With the aging of the U.S. population, an increase in the use of the psychiatric emergency room by elderly persons is expected. In this study of 118 elderly persons seen in a general hospital psychiatric emergency room, half had a history of psychiatric illness. A third appeared to have chronic organic brain disease, and a third had affective disorders. Misprescription or misuse of medications was implicated in the problems of 27 patients. The problems of most patients were not emergencies; most had experienced symptoms of their presenting complaint for more than six months, finally overtaxing the coping capacities of their caregivers. The authors discuss factors that prevent elderly persons from seeking help on their own and emphasize the need for earlier interventions with elderly patients and for education of the public and professionals about issues, such as overmedication, that are important in the care of elderly persons.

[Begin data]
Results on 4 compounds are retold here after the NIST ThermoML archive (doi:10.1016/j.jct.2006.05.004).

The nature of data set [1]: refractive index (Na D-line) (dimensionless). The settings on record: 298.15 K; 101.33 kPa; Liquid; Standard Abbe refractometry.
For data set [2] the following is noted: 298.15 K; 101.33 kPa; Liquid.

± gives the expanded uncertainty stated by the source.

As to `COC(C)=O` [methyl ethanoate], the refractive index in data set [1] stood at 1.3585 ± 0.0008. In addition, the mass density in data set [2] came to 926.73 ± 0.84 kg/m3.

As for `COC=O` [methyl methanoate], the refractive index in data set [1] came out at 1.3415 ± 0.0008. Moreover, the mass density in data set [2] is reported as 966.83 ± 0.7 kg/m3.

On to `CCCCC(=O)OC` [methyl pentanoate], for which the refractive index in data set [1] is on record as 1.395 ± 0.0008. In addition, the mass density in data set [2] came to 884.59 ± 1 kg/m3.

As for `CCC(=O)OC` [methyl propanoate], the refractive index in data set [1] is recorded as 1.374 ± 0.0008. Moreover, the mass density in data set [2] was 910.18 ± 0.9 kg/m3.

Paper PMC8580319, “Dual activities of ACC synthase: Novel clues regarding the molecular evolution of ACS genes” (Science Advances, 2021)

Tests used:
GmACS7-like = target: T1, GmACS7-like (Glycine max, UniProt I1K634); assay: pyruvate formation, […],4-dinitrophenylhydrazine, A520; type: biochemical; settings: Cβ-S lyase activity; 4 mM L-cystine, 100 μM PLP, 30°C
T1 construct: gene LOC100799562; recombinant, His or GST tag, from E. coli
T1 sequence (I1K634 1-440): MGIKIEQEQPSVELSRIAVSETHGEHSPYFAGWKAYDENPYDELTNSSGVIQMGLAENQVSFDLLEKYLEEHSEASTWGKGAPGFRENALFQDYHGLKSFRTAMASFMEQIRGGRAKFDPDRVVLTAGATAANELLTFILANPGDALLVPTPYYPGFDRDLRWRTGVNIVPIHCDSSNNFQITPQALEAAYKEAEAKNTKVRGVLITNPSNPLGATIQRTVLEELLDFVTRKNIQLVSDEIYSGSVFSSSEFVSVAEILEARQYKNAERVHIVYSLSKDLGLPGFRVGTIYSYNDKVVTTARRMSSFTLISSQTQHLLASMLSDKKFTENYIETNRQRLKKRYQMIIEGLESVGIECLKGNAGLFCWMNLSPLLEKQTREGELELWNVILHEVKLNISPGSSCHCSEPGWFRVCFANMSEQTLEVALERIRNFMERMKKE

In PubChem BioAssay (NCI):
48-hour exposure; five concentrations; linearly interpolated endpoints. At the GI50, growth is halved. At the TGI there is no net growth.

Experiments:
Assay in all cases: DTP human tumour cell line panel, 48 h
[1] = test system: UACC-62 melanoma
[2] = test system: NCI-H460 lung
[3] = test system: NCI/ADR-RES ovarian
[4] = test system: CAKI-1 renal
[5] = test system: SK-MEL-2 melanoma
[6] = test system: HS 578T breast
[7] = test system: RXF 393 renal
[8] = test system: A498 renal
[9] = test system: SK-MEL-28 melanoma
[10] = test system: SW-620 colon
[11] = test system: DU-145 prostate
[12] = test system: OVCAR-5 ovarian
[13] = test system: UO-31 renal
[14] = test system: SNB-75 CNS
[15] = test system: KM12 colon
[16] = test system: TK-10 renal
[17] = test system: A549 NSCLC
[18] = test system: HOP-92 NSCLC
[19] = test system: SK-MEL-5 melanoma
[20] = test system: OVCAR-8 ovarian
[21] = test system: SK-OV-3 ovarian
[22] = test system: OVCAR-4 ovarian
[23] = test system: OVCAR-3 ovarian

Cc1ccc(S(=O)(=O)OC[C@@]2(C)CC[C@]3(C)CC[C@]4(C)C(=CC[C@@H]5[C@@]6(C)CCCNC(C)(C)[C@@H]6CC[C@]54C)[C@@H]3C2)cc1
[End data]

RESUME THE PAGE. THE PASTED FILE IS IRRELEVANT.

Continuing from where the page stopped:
|Original language||English (US)|
|Number of pages||6|
|Journal||Hospital and Community Psychiatry|
|State||Published - Jan 1 1991|
ASJC Scopus subject areas
- Psychiatry and Mental health